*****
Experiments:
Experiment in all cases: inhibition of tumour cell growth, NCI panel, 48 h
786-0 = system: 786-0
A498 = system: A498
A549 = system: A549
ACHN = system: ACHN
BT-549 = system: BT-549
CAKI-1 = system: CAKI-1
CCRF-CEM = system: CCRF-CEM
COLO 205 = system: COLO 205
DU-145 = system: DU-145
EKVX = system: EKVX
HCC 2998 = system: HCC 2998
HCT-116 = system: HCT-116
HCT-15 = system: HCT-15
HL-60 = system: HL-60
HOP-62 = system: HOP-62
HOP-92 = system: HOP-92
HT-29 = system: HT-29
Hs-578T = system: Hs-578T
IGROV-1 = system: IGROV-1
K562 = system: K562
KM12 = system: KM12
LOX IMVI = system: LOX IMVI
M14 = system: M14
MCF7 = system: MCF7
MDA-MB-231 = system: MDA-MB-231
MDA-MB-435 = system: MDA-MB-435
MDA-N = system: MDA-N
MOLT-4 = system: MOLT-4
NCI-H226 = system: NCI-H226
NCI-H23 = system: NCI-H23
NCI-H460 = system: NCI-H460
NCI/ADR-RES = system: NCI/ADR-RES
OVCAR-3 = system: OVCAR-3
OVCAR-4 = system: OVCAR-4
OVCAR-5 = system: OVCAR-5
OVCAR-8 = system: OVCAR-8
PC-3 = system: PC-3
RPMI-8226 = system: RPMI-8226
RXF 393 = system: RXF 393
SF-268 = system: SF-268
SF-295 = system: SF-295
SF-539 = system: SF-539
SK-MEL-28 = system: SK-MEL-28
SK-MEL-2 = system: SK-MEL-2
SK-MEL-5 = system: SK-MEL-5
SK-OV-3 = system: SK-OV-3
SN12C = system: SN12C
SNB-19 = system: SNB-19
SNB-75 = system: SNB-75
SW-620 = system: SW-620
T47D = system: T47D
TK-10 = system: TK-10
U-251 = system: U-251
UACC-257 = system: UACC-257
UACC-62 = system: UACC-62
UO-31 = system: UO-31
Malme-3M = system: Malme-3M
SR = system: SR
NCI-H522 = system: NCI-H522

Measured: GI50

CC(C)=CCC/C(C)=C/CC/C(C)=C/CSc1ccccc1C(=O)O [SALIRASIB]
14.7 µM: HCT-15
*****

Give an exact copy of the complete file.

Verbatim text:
Experiments:
Experiment in all cases: inhibition of tumour cell growth, NCI panel, 48 h
786-0 = system: 786-0
A498 = system: A498
A549 = system: A549
ACHN = system: ACHN
BT-549 = system: BT-549
CAKI-1 = system: CAKI-1
CCRF-CEM = system: CCRF-CEM
COLO 205 = system: COLO 205
DU-145 = system: DU-145
EKVX = system: EKVX
HCC 2998 = system: HCC 2998
HCT-116 = system: HCT-116
HCT-15 = system: HCT-15
HL-60 = system: HL-60
HOP-62 = system: HOP-62
HOP-92 = system: HOP-92
HT-29 = system: HT-29
Hs-578T = system: Hs-578T
IGROV-1 = system: IGROV-1
K562 = system: K562
KM12 = system: KM12
LOX IMVI = system: LOX IMVI
M14 = system: M14
MCF7 = system: MCF7
MDA-MB-231 = system: MDA-MB-231
MDA-MB-435 = system: MDA-MB-435
MDA-N = system: MDA-N
MOLT-4 = system: MOLT-4
NCI-H226 = system: NCI-H226
NCI-H23 = system: NCI-H23
NCI-H460 = system: NCI-H460
NCI/ADR-RES = system: NCI/ADR-RES
OVCAR-3 = system: OVCAR-3
OVCAR-4 = system: OVCAR-4
OVCAR-5 = system: OVCAR-5
OVCAR-8 = system: OVCAR-8
PC-3 = system: PC-3
RPMI-8226 = system: RPMI-8226
RXF 393 = system: RXF 393
SF-268 = system: SF-268
SF-295 = system: SF-295
SF-539 = system: SF-539
SK-MEL-28 = system: SK-MEL-28
SK-MEL-2 = system: SK-MEL-2
SK-MEL-5 = system: SK-MEL-5
SK-OV-3 = system: SK-OV-3
SN12C = system: SN12C
SNB-19 = system: SNB-19
SNB-75 = system: SNB-75
SW-620 = system: SW-620
T47D = system: T47D
TK-10 = system: TK-10
U-251 = system: U-251
UACC-257 = system: UACC-257
UACC-62 = system: UACC-62
UO-31 = system: UO-31
Malme-3M = system: Malme-3M
SR = system: SR
NCI-H522 = system: NCI-H522

Measured: GI50

CC(C)=CCC/C(C)=C/CC/C(C)=C/CSc1ccccc1C(=O)O [SALIRASIB]
14.7 µM: HCT-15